Friday, January 9, 2015

Oil, inflation and monetary policy

Oil prices have continued to fall since I first mused on the broader macro-economic consequene prior to Christmas.The price of West Texas Intermediate is currently under $US50 pb, a 55% decline since the peak of mid last year.We’ve had a couple of days now of relative price stability but it’s too soon to call the bottom.Being a predominantly supply-driven event we need to see a supply response before calling an end to the sell-off.

The conclusions about the economic impact remain the same. While tough for producers lower oil prices will ultimately prove a benefit for the major oil importers and the global economy on balance.The near-term inflation impact will be significant and will add to concerns of “low-flation” and even deflation.However central bank's will focus, and likely only act, on the extent to which lower oil prices feed through into more generalised disinflation – the so-called “spillover” or second round effect.

“Deflation”was the headline of the day yesterday as the CPI printed negative in the euro zone for the year to December.At risk of appearing unconcerned and potentially dismissive this is better described as negative inflation.The deflation epithet should be reserved for the more insidious problem of broad-based price falls and low inflation expectations that reflect weak demand rather than commodity price shocks.

That said, its the euro zone that remains at greatest risk of defaltion in its more meaningful sense. It’s that risk that is widely expected to prompt the European Central Bank (ECB) into taking further action at its next meeting later this month.(Note the Governing Council has a new meeting schedule this year. They will now meet every six weeks rather than monthly).The continued disappointing take-up of the Targeted Long-Term Refinancing Operations (TLTRO) means the ECB is looking for new ways to achieve its intended balance sheet expansion.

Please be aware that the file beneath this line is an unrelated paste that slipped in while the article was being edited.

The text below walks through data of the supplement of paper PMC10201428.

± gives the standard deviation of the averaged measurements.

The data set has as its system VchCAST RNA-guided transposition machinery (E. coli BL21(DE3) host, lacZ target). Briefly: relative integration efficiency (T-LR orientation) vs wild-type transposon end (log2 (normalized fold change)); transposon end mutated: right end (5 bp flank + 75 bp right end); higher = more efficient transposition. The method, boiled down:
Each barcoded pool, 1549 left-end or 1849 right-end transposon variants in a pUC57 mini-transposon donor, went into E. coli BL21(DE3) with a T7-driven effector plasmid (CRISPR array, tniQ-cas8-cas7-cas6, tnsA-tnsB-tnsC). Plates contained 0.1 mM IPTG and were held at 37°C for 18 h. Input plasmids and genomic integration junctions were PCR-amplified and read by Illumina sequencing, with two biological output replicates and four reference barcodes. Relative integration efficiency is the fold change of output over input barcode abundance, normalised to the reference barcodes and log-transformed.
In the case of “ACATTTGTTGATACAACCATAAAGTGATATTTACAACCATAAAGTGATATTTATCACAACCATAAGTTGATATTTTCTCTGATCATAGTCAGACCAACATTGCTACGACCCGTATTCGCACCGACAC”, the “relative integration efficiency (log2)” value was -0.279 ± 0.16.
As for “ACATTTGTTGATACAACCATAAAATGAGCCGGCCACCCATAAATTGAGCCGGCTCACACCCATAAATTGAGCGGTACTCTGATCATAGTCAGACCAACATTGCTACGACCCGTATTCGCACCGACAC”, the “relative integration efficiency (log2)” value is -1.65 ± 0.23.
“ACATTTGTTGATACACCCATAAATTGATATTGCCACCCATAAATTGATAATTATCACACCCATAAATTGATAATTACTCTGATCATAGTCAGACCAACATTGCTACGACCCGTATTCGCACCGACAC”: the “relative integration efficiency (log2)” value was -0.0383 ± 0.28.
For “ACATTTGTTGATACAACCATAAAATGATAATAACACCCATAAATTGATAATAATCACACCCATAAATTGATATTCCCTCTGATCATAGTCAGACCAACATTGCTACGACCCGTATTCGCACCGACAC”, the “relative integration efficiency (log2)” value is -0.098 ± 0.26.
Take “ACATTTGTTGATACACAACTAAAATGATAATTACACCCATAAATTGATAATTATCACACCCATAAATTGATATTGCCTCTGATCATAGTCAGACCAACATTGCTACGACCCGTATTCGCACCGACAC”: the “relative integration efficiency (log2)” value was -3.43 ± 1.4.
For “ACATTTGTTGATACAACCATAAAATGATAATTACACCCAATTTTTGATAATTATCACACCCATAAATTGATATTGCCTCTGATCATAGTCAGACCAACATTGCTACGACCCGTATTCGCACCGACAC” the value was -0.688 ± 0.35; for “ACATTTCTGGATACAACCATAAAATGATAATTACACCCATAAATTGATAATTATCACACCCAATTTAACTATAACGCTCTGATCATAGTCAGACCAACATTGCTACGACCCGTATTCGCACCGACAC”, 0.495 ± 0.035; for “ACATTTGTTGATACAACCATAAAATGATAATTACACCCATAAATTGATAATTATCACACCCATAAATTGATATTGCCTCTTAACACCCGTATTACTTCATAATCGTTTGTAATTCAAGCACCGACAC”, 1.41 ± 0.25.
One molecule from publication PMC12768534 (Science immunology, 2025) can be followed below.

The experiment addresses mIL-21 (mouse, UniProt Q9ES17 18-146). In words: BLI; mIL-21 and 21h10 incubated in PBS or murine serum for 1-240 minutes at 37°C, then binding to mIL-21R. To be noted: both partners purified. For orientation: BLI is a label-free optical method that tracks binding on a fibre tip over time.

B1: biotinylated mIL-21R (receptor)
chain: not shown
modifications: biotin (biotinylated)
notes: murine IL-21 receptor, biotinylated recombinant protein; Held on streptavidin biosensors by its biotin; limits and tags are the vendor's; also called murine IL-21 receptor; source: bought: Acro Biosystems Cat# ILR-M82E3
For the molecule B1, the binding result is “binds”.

A move by the ECB to a more fulsome asset purchase program including sovereign bonds appears already fully priced in by markets.But challenges to the implementation of such a program remain including continued opposition from the Bundesbank and the upcoming ruling on the legality of the OMT. So the biggest questions right now are what happens if the ECB doesn’t deliver and, assuming they do, will it make any difference?More on that next week.

Meanwhile in the US the minutes of the December FOMC meeting were released this week and shed no new light on the monetary policy outlook there.At the post-meeting press conference Janet Yellen had already indicated an orthodox approach to the oil price fall by stating the impact would likely be transitory although there was some chance of spillover.I’m still picking June “lift-off”for interest rates in America, although risks remain biased to later.

Here at home calls for interest rate cuts will grow louder over the next few months as headline inflation heads well below the bottom-end of the Reserve Bank’s 1-3% target band and remains there for the duration of 2015.

Those calls will be disappointed.Continued low inflation has the Reserve Bank on hold for most if not all of this year, but I still think the next move interest rates is up, it’s just a question of when and by how much.

The answer to those questions will not be answered by the price of oil but rather the ability of the New Zealand economy to continue to grow at an above-trend pace without generating inflationary pressures. In my view that will largely be determined by the extent to which wages respond to continued falls in the unemployment rate as 2015 unfolds.